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FORMULATING IMMIGRATION POLICY IN A TIME OF REFORM: A PLAN FOR THE COMPENSATED REPATRIATION OF ILLEGAL ALIENS
An NPG Forum Paper
by John Thompson
A HISTORIC OPPORTUNITY TO REFORM IMMIGRATION POLICY
Until 2016, a seemingly insurmountable coalition of interests groups had blocked any serious consideration of the prevailing system of high legal immigration and de facto toleration of illegal immigration. Democratic politicians were increasingly captivated by the vision of an immigration-propelled emerging majority, in which an influx of some 100 million people (80% of them low-skilled immigrants) would drive the population to over 400 million by the middle of
the century. Once the illegal aliens1 – who are concentrated near the bottom of the economic pyramid and isolated from the cultural mainstream – were on a path to citizenship, they would be collecting government benefits, binding them permanently to the Democrats.
Republican voters and legislators should have been expected to recoil at the prospect of a displacement of the native population and a surge in clients for the welfare state, stemming in large part from a collapse in law enforcement. Indeed, during the past 15 years the Congress, led by Republicans, beat back three heavily-lobbied attempts at legalizing the open border through amnesty. Resistance was kept within limits, however, by corporate donors – who were convinced that their best interests lay in rising population and low wages.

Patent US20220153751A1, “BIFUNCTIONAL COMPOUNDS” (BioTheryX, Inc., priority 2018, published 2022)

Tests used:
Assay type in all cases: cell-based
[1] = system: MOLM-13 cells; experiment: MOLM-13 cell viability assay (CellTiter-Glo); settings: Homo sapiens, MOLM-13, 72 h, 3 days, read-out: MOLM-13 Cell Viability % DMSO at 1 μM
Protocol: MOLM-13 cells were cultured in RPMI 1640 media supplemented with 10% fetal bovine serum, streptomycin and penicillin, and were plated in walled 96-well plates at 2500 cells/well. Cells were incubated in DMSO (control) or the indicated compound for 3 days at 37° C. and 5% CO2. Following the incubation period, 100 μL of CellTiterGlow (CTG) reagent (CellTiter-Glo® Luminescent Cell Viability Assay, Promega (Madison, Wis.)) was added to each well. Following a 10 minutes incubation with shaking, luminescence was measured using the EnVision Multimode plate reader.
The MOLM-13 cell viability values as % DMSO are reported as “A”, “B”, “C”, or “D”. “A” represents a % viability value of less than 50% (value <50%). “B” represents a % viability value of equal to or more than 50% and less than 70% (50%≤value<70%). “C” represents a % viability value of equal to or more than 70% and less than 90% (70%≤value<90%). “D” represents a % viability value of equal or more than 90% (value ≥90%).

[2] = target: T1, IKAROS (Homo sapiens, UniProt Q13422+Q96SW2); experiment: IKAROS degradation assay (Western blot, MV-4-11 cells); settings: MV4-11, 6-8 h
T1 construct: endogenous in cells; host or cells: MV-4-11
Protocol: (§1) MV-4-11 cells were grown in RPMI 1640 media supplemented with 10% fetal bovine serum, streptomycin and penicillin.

The self-imposed silence on immigration in political discourse ended abruptly last year, when the two candidates favoring a tough stance – Trump and Cruz – swept the Republican primaries by wide margins. After winning the presidency, Donald Trump has issued executive orders that strengthen enforcement of present immigration laws while legislation to reduce and rationalize legal immigration has been introduced in the Congress. Contrary to all expectations, therefore, the country is embarking on a major reconsideration of its immigration system.
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